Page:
As I talk to farmers across the country, regardless of what they produce or where, they all share one common challenge: how to best move product from the farm to the marketplace. This is especially crucial for small and midsize farmers who may not have enough capital to own their own trucks, their own refrigeration units, or their own warehouse space. They might not have the resources to develop sophisticated distribution routes, build effective marketing campaigns or network with regional buyers and customers.
Without infrastructure, logistical and marketing support, these producers might be growing the sweetest strawberries or raising the most tender beef, but they lack the infrastructure support to get their exceptional products to your table.
That’s why I was delighted to be in Detroit at the Making Good Food Work conference with Senator Debbie Stabenow today announcing the USDA’s most recent findings about food hubs. Food hubs are innovative business models emerging across the country specifically to provide infrastructure support to farmers. While food hubs are a nascent industry, and many operational food hubs are less than 5 years old, they are based on a time-proven business model of strategic partnerships with farmers, distributors, aggregators, buyers and others all along the supply chain. The models rely on cooperation instead of competition, and ensure that the regional small and midsize producers get access to the infrastructure they need.
An example of a food hub is Detroit’s own Eastern Market, which is buying directly from some of Michigan’s finest small and midsize producers and then distributing that same product across Detroit’s food deserts, into Detroit’s school and directly to consumers at one of the country’s oldest operating farmers markets. Cherry Capital Foods in Traverse City, Michigan is building sound distribution, aggregation and marketing services for nearly 100 producers and is creating new jobs in Northwest Michigan. Grasshopper Distribution, a farmer owned food hub, has been building a centralized distribution and aggregation service for Appalachian farmers to sell local products directly to consumers and also to regional groceries and other wholesale customers.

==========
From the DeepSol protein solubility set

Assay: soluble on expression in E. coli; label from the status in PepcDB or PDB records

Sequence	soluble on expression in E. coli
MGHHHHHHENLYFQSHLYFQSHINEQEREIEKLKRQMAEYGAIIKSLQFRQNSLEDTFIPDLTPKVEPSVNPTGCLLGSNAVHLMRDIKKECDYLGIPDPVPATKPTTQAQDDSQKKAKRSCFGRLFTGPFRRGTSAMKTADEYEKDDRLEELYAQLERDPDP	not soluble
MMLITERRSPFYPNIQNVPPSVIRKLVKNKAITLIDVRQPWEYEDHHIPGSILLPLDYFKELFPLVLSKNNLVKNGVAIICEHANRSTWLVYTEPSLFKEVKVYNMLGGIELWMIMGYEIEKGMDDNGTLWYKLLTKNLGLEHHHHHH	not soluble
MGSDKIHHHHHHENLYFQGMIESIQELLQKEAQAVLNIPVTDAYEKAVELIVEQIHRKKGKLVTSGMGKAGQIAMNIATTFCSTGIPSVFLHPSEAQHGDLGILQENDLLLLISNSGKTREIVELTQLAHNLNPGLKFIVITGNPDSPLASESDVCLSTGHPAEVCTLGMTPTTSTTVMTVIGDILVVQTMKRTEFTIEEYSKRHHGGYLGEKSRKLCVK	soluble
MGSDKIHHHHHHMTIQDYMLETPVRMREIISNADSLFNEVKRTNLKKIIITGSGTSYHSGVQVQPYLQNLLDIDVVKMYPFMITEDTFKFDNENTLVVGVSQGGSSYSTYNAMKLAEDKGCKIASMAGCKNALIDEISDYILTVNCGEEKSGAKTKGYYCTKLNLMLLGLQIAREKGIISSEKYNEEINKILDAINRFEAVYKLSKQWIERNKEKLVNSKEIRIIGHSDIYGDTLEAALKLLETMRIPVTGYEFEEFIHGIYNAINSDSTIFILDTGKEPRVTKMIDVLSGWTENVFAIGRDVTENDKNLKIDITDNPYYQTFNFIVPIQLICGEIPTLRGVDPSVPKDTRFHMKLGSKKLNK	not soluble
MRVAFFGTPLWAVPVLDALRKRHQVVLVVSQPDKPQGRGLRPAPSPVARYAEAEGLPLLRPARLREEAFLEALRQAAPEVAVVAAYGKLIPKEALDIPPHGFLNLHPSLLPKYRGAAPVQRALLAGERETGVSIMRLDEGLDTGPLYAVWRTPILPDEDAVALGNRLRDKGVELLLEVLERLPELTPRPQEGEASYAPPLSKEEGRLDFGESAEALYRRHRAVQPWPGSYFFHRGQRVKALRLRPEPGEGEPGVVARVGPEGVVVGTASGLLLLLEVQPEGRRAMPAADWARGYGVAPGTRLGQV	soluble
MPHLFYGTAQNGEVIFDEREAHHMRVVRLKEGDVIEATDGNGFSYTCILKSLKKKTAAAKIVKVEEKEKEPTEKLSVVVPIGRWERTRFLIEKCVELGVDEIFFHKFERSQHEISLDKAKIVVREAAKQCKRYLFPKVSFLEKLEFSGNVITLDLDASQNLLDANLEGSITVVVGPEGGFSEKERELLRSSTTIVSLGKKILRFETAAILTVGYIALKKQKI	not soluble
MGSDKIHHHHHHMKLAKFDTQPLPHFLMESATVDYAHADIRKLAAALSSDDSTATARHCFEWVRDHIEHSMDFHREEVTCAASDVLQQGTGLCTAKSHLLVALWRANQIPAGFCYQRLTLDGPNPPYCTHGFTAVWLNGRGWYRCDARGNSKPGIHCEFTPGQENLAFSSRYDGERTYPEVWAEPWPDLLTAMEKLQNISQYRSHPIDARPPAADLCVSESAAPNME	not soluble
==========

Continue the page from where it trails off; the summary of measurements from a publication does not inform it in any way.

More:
Eastern Market, Cherry Capital Foods and Grasshopper Distribution are just three examples of nearly 100 operating food hubs in the country. With the help of the Wallace Center at Winrock International, the National Association of Produce Market Managers, and Project for Public Spaces, the Know Your Farmer, Know Your Food Subcommittee on Food Hubs interviewed and analyzed nearly 70 of these innovative businesses. Our preliminary findings show that food hubs are creating economic opportunity and jobs in their communities, in addition to providing new market opportunities for producers. There are significant clusters of food hubs in the Midwest and Northeast. The median number of small and midsize suppliers served by an individual food hub is 40, and over 40% of existing food hubs are specifically working in food deserts to increase access to fresh, healthful and local products.
But here’s the most exciting part: nearly 40% of food hubs surveyed were started by entrepreneurial producers, non-profits, volunteer organizations, producer groups or other organizations looking to build a strong distribution and aggregation infrastructure for small and midsize producers. This demonstrates that producers are helping producers. Processors are helping processors. Distributors are helping distributors, and so forth and so on. Moreover, while the USDA has been proud to offer support to nearly 30% of the nation’s operating food hubs, we are even more excited to find that food hubs are business aware and are trying hard to become economically self -sufficient and viable on their own.
In short, food hubs are not a flash in the pan. They are incredibly innovative business models specifically addressing some of our producers’ most overwhelming challenges. This research is part of USDA’s commitment to understanding food hubs, how they serve communities and what we can do to help them succeed.